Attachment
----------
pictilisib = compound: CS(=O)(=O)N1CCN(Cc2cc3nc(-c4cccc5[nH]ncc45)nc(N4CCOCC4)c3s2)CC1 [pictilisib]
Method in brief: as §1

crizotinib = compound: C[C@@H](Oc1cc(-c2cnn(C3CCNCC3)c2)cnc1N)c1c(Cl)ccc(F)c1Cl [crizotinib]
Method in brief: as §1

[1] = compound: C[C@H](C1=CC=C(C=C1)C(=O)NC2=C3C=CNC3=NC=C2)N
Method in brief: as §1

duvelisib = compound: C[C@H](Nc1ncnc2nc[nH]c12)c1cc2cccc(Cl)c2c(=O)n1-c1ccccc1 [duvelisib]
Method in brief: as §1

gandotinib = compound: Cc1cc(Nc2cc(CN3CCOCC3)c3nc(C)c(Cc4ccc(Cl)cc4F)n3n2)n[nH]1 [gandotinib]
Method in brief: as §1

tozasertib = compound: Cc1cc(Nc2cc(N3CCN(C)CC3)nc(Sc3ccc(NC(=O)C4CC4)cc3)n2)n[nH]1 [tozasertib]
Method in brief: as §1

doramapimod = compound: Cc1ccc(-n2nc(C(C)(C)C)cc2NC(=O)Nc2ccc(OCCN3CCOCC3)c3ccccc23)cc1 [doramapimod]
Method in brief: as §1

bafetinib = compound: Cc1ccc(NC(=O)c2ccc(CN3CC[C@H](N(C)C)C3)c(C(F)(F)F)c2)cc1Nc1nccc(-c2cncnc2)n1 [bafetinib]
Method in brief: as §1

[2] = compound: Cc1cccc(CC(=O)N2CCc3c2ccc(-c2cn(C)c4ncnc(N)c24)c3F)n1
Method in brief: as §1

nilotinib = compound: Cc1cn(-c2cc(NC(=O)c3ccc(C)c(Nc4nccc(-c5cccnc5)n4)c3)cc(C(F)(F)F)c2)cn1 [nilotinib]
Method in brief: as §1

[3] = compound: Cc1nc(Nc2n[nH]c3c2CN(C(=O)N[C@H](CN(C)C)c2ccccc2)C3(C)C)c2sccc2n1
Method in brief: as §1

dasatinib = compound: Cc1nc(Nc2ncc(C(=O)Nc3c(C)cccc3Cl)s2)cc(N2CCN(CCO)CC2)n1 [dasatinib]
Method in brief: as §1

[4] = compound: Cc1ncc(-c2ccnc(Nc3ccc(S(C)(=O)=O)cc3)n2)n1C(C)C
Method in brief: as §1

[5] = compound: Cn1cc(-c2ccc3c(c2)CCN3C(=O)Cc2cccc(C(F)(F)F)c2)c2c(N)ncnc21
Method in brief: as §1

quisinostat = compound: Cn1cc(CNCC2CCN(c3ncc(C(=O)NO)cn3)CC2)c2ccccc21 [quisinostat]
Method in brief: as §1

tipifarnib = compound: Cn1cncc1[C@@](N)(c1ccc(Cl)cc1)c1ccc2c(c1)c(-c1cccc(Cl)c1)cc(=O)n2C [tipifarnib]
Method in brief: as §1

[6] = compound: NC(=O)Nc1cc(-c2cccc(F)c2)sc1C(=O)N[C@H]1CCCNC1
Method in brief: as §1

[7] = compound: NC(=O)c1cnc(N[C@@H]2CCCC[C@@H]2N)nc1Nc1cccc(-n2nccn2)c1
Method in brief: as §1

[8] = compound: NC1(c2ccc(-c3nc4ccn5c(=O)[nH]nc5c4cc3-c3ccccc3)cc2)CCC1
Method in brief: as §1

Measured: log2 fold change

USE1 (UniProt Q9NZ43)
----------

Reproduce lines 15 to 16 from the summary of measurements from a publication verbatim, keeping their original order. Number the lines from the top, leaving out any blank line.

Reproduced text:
bafetinib = compound: Cc1ccc(NC(=O)c2ccc(CN3CC[C@H](N(C)C)C3)c(C(F)(F)F)c2)cc1Nc1nccc(-c2cncnc2)n1 [bafetinib]
Method in brief: as §1